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62 years

   
Hugo Grotius, also known as Hugo de Groot, was a jurist in the Dutch Republic. With Francisco de Vitoria and Alberico Gentili he laid the foundations for international law, based on natural law. He was also a philosopher, theologian, Christian apologist, playwright, historiographer, poet, statesman and diplomat.

In 1609, Grotius wrote one of the most important international legal doctrines regarding the seas and oceans — Mare Liberum, a Latin title that translates to “the freedom of the seas”. It is said to be 'the first, and classic, exposition of the doctrine of the freedom of the seas' which has been the essence and backbone of the modern law of the sea. It is generally assumed that Grotius first propounded the principle of freedom of the seas, although all countries in the Indian Ocean and other Asian seas accepted the right of unobstructed navigation long before Grotius wrote his De Jure Praedae (On the Law of Spoils) in the year of 1604. Grotius's notion of the freedom of the seas would persist until the mid-twentieth century, and it continues to be applied even to this day for much of the high seas, though the application of the concept and the scope of its reach is changing.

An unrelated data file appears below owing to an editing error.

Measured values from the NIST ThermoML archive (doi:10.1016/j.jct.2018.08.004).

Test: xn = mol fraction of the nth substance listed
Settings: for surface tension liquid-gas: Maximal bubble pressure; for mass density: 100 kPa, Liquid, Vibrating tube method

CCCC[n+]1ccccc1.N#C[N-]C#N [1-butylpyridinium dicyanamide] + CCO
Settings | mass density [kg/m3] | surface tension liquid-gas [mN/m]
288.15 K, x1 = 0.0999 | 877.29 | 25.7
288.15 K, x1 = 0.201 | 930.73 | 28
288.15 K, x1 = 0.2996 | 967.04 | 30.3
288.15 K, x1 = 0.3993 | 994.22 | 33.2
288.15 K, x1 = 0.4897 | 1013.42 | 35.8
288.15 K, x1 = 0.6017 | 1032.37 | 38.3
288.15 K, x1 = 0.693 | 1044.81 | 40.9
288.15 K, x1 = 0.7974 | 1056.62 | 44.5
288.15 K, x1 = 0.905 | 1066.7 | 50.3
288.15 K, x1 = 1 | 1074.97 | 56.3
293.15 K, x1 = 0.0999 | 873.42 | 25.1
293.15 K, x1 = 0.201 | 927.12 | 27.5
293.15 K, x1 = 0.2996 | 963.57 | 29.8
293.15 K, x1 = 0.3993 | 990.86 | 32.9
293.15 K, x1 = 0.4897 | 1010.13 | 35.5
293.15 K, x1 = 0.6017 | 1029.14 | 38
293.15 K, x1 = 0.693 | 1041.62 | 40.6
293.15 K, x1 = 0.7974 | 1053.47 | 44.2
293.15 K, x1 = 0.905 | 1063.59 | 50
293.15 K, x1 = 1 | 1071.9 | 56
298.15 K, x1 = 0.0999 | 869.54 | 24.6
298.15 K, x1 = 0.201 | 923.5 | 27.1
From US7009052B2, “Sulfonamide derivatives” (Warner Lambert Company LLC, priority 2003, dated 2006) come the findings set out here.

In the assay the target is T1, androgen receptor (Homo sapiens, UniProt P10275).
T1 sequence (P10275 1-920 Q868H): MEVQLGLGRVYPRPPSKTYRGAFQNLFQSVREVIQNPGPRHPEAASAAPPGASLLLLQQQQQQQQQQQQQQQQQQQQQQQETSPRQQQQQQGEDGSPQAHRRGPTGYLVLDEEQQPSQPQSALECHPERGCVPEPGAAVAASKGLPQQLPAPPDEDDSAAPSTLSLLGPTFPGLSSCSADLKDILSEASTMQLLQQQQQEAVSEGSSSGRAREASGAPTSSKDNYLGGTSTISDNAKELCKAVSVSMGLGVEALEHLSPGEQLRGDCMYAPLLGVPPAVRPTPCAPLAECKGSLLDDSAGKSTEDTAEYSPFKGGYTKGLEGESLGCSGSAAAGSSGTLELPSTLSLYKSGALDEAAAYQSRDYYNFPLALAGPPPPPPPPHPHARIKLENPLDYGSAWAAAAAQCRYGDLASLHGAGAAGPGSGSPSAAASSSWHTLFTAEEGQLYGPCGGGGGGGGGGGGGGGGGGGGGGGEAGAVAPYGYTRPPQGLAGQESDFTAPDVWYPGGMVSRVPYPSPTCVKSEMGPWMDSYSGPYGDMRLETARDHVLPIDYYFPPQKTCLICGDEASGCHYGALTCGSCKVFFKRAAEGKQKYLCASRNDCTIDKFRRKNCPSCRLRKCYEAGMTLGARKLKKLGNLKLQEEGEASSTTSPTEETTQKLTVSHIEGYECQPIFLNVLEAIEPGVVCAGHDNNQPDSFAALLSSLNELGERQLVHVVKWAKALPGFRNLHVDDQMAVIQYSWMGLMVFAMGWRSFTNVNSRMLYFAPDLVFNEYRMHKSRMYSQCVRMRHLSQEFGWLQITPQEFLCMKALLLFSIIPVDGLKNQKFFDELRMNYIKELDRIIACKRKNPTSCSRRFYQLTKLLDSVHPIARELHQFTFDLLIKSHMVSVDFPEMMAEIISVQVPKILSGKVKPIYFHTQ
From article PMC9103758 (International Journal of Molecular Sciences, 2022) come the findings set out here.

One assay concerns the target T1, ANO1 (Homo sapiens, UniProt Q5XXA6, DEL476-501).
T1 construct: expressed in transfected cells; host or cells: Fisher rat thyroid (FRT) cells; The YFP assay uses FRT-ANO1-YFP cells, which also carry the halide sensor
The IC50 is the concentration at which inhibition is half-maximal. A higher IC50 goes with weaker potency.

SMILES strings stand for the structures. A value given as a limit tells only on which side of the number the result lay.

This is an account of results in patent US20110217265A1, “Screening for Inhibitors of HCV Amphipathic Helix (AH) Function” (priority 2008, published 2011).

Grotius's influence on international law is paramount, and is acknowledged by, for instance, the American Society of International Law, which since 1999 holds an annual series of Grotius Lectures.
 
 
Hugo Grotius, also known as Hugo de Groot, was a jurist in the Dutch Republic. With Francisco de Vitoria and Alberico Gentili he laid the foundations for international law, based on natural law. He was also a philosopher, theologian, Christian apologist, playwright, historiographer, poet, statesman and diplomat.

In 1609, Grotius wrote one of the most important international legal doctrines regarding the seas and oceans — Mare Liberum, a Latin title that translates to “the freedom of the seas”. It is said to be 'the first, and classic, exposition of the doctrine of the freedom of the seas' which has been the essence and backbone of the modern law of the sea. It is generally assumed that Grotius first propounded the principle of freedom of the seas, although all countries in the Indian Ocean and other Asian seas accepted the right of unobstructed navigation long before Grotius wrote his De Jure Praedae (On the Law of Spoils) in the year of 1604. Grotius's notion of the freedom of the seas would persist until the mid-twentieth century, and it continues to be applied even to this day for much of the high seas, though the application of the concept and the scope of its reach is changing.

Grotius's influence on international law is paramount, and is acknowledged by, for instance, the American Society of International Law, which since 1999 holds an annual series of Grotius Lectures. More

 
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